DOL Provides Updated Summary of Benefits and Coverage (SBC) Template, Effective for 2021 Plan Year

In compliance with the Affordable Care Act (ACA) and to help businesses comply with regulations, the Department of Labor (DOL) has updated its template for the important Summary of Benefits and Coverage (SBC) document as well as the instructions and other related materials. This recent round of updates, the first since 2016, reflects changes made by the Tax Cuts and Jobs Act (TCJA). These updated documents are for use for plan years beginning January 1, 2021.

Changes to the SBC Template

The major change to the template reflects the removal of the penalty for violating the ACA’s individual mandate. Other changes include addressing what is considered minimum essential coverage, the types of plans that qualify for this, and the individuals who are eligible for minimum essential coverage but who do not qualify for a tax credit.

There are also a number of minor changes in the template such as adding a “Not Applicable” option for determining whether a plan provides minimum value since it is not relevant to individual market coverage. The new materials also include sample completed SBCs which illustrate various arrangements. One illustrates a zero cost-sharing arrangement while another shows a limited cost-sharing arrangement.

The instructions for group and individual health plans also changed as part of this update. The instructions mirror the changes made to the template. They also clarify the rule for rounding dollar values in cost-sharing and out-of-pocket limits. According to the new instructions, if a company is applying rounding and this results in an amount that exceeds the actual out-of-pocket limit for self-only coverage, then the actual out-of-pocket limit goes onto the template instead of the rounded number.

Uniform Glossary

Every SBC must include a uniform glossary. In the latest update, the DOL removed the definition of “Individual Responsibility Requirement” and other references to the no longer applicable individual mandate. The definitions now state that an individual who is eligible for minimum essential coverage may not qualify for a premium tax credit.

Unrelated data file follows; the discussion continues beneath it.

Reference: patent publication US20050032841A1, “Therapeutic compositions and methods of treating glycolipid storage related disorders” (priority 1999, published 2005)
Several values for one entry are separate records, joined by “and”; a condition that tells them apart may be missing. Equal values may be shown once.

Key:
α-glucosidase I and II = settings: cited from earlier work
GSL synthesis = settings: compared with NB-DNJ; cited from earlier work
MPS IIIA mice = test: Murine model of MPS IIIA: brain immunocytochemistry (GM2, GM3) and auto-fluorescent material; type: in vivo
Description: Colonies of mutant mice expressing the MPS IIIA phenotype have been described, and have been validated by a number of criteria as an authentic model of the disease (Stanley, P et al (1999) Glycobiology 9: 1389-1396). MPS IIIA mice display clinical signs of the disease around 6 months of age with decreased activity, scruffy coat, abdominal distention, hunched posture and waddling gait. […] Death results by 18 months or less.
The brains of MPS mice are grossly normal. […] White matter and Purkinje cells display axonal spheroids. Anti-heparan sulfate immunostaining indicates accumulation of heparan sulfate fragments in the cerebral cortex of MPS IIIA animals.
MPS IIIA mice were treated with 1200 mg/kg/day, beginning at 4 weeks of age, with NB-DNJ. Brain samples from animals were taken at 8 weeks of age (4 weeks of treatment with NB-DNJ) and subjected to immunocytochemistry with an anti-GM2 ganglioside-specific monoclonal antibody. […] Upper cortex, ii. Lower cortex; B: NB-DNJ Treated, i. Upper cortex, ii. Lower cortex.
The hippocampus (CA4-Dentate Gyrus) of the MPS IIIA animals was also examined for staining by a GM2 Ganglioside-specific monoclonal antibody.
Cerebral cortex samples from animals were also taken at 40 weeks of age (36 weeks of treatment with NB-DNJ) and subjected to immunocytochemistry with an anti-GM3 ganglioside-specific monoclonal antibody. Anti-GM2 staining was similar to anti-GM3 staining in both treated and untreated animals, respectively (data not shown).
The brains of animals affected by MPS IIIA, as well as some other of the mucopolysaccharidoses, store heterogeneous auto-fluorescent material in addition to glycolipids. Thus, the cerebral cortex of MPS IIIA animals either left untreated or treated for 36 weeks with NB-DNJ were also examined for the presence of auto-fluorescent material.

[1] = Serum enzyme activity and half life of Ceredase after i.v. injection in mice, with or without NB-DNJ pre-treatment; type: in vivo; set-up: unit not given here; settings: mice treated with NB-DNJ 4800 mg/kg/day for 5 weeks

Using the new SBC Template

Plans will need to adopt the new SBC template for plan years beginning in the first of 2021, so it’s worth planning for now.  HHS also has SBC documents that will need to be implemented in the same timeframe including a coverage example calculator and other information related to coverage examples. The employee benefits attorneys at Hall Benefits Law work with our clients to implement these changes and others as regulations continue to evolve. We want our clients to stay on top of required changes and not face penalties or lawsuits due to missed deadlines resulting in non-compliance. Call our office today at 678-439-6236, or visit the Hall Benefits Law website to learn more about our services.

The following two tabs change content below.

Hall Benefits Law, LLC

HBL offers employers comprehensive legal guidance on benefits in mergers and acquisitions, Employee Stock Ownership Plans (ESOPs), executive compensation, health and welfare benefits, healthcare reform, and retirement plans. We counsel a wide spectrum of clients including small, mid-sized, and large companies, 401(k) investment advisors, health insurance brokers, accountants, attorneys, and HR consultants, just to name a few. HBL is passionate about advising clients, and we are dedicated to our mission: to provide comprehensive, personalized, and practical ERISA and benefits legal solutions that exceed client expectations.

Latest posts by Hall Benefits Law, LLC (see all)

%d bloggers like this: